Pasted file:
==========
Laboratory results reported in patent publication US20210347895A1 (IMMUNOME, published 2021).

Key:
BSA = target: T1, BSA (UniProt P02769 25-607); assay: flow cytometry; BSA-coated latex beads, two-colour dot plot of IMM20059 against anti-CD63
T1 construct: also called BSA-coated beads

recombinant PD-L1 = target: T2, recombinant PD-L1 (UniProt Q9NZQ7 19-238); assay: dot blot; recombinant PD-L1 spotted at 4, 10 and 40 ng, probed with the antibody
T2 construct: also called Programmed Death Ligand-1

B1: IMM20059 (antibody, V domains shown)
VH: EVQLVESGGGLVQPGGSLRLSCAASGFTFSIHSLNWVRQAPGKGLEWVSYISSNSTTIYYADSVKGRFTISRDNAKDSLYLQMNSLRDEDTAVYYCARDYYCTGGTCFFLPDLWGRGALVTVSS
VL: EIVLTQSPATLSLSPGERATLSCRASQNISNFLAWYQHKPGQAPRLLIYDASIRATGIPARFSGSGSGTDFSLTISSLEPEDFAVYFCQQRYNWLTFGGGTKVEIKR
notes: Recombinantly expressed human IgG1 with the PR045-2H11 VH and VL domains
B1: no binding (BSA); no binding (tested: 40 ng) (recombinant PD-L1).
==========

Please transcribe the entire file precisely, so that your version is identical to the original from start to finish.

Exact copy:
Laboratory results reported in patent publication US20210347895A1 (IMMUNOME, published 2021).

Key:
BSA = target: T1, BSA (UniProt P02769 25-607); assay: flow cytometry; BSA-coated latex beads, two-colour dot plot of IMM20059 against anti-CD63
T1 construct: also called BSA-coated beads

recombinant PD-L1 = target: T2, recombinant PD-L1 (UniProt Q9NZQ7 19-238); assay: dot blot; recombinant PD-L1 spotted at 4, 10 and 40 ng, probed with the antibody
T2 construct: also called Programmed Death Ligand-1

B1: IMM20059 (antibody, V domains shown)
VH: EVQLVESGGGLVQPGGSLRLSCAASGFTFSIHSLNWVRQAPGKGLEWVSYISSNSTTIYYADSVKGRFTISRDNAKDSLYLQMNSLRDEDTAVYYCARDYYCTGGTCFFLPDLWGRGALVTVSS
VL: EIVLTQSPATLSLSPGERATLSCRASQNISNFLAWYQHKPGQAPRLLIYDASIRATGIPARFSGSGSGTDFSLTISSLEPEDFAVYFCQQRYNWLTFGGGTKVEIKR
notes: Recombinantly expressed human IgG1 with the PR045-2H11 VH and VL domains
B1: no binding (BSA); no binding (tested: 40 ng) (recombinant PD-L1).